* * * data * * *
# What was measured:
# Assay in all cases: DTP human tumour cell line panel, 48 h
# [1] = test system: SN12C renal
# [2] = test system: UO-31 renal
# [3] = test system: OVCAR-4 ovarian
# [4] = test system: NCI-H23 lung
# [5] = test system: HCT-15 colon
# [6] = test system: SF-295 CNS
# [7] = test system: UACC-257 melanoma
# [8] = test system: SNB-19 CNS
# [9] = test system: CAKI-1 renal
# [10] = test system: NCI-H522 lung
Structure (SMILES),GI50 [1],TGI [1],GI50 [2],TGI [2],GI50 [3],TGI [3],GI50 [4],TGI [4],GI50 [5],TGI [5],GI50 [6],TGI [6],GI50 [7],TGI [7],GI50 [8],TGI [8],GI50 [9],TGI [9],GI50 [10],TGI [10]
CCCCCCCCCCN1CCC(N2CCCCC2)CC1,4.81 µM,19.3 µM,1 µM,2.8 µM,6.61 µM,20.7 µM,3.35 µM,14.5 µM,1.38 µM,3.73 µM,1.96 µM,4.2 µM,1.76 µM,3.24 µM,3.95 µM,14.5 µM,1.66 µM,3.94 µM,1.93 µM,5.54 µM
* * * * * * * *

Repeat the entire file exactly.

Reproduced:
# What was measured:
# Assay in all cases: DTP human tumour cell line panel, 48 h
# [1] = test system: SN12C renal
# [2] = test system: UO-31 renal
# [3] = test system: OVCAR-4 ovarian
# [4] = test system: NCI-H23 lung
# [5] = test system: HCT-15 colon
# [6] = test system: SF-295 CNS
# [7] = test system: UACC-257 melanoma
# [8] = test system: SNB-19 CNS
# [9] = test system: CAKI-1 renal
# [10] = test system: NCI-H522 lung
Structure (SMILES),GI50 [1],TGI [1],GI50 [2],TGI [2],GI50 [3],TGI [3],GI50 [4],TGI [4],GI50 [5],TGI [5],GI50 [6],TGI [6],GI50 [7],TGI [7],GI50 [8],TGI [8],GI50 [9],TGI [9],GI50 [10],TGI [10]
CCCCCCCCCCN1CCC(N2CCCCC2)CC1,4.81 µM,19.3 µM,1 µM,2.8 µM,6.61 µM,20.7 µM,3.35 µM,14.5 µM,1.38 µM,3.73 µM,1.96 µM,4.2 µM,1.76 µM,3.24 µM,3.95 µM,14.5 µM,1.66 µM,3.94 µM,1.93 µM,5.54 µM